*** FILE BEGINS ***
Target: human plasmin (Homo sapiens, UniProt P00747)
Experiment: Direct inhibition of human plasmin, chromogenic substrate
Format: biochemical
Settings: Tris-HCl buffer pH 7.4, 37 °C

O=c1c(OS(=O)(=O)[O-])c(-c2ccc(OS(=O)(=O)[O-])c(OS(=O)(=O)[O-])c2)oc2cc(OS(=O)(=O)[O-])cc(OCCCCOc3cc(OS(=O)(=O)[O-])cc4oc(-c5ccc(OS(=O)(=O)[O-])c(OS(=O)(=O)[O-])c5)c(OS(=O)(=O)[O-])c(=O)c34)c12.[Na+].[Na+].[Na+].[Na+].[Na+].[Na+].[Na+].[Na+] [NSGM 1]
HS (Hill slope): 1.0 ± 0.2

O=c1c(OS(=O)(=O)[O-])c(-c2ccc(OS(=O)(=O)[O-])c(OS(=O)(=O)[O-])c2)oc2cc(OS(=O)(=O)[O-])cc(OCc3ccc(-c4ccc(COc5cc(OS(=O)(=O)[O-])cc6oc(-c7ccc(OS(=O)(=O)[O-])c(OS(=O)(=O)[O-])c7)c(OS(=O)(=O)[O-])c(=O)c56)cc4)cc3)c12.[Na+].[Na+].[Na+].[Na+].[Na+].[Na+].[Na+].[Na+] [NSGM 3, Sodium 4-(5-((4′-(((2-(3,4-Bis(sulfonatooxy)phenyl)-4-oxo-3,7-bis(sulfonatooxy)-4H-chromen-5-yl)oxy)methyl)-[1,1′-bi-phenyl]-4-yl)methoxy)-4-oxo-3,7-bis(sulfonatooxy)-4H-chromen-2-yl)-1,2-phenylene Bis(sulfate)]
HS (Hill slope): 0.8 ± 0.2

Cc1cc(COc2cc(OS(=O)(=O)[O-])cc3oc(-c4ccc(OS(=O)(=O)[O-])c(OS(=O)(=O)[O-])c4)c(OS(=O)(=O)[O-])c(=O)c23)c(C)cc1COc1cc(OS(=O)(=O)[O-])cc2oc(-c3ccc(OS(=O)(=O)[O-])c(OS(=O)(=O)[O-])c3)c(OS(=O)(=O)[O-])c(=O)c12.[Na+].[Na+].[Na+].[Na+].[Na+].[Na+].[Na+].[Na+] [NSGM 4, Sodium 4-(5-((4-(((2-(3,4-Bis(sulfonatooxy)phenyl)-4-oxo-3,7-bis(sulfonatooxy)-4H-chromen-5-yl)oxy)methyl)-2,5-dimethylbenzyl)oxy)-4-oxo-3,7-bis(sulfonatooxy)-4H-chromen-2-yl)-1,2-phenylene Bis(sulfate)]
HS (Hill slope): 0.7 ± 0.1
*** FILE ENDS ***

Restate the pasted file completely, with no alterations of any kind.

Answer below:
Target: human plasmin (Homo sapiens, UniProt P00747)
Experiment: Direct inhibition of human plasmin, chromogenic substrate
Format: biochemical
Settings: Tris-HCl buffer pH 7.4, 37 °C

O=c1c(OS(=O)(=O)[O-])c(-c2ccc(OS(=O)(=O)[O-])c(OS(=O)(=O)[O-])c2)oc2cc(OS(=O)(=O)[O-])cc(OCCCCOc3cc(OS(=O)(=O)[O-])cc4oc(-c5ccc(OS(=O)(=O)[O-])c(OS(=O)(=O)[O-])c5)c(OS(=O)(=O)[O-])c(=O)c34)c12.[Na+].[Na+].[Na+].[Na+].[Na+].[Na+].[Na+].[Na+] [NSGM 1]
HS (Hill slope): 1.0 ± 0.2

O=c1c(OS(=O)(=O)[O-])c(-c2ccc(OS(=O)(=O)[O-])c(OS(=O)(=O)[O-])c2)oc2cc(OS(=O)(=O)[O-])cc(OCc3ccc(-c4ccc(COc5cc(OS(=O)(=O)[O-])cc6oc(-c7ccc(OS(=O)(=O)[O-])c(OS(=O)(=O)[O-])c7)c(OS(=O)(=O)[O-])c(=O)c56)cc4)cc3)c12.[Na+].[Na+].[Na+].[Na+].[Na+].[Na+].[Na+].[Na+] [NSGM 3, Sodium 4-(5-((4′-(((2-(3,4-Bis(sulfonatooxy)phenyl)-4-oxo-3,7-bis(sulfonatooxy)-4H-chromen-5-yl)oxy)methyl)-[1,1′-bi-phenyl]-4-yl)methoxy)-4-oxo-3,7-bis(sulfonatooxy)-4H-chromen-2-yl)-1,2-phenylene Bis(sulfate)]
HS (Hill slope): 0.8 ± 0.2

Cc1cc(COc2cc(OS(=O)(=O)[O-])cc3oc(-c4ccc(OS(=O)(=O)[O-])c(OS(=O)(=O)[O-])c4)c(OS(=O)(=O)[O-])c(=O)c23)c(C)cc1COc1cc(OS(=O)(=O)[O-])cc2oc(-c3ccc(OS(=O)(=O)[O-])c(OS(=O)(=O)[O-])c3)c(OS(=O)(=O)[O-])c(=O)c12.[Na+].[Na+].[Na+].[Na+].[Na+].[Na+].[Na+].[Na+] [NSGM 4, Sodium 4-(5-((4-(((2-(3,4-Bis(sulfonatooxy)phenyl)-4-oxo-3,7-bis(sulfonatooxy)-4H-chromen-5-yl)oxy)methyl)-2,5-dimethylbenzyl)oxy)-4-oxo-3,7-bis(sulfonatooxy)-4H-chromen-2-yl)-1,2-phenylene Bis(sulfate)]
HS (Hill slope): 0.7 ± 0.1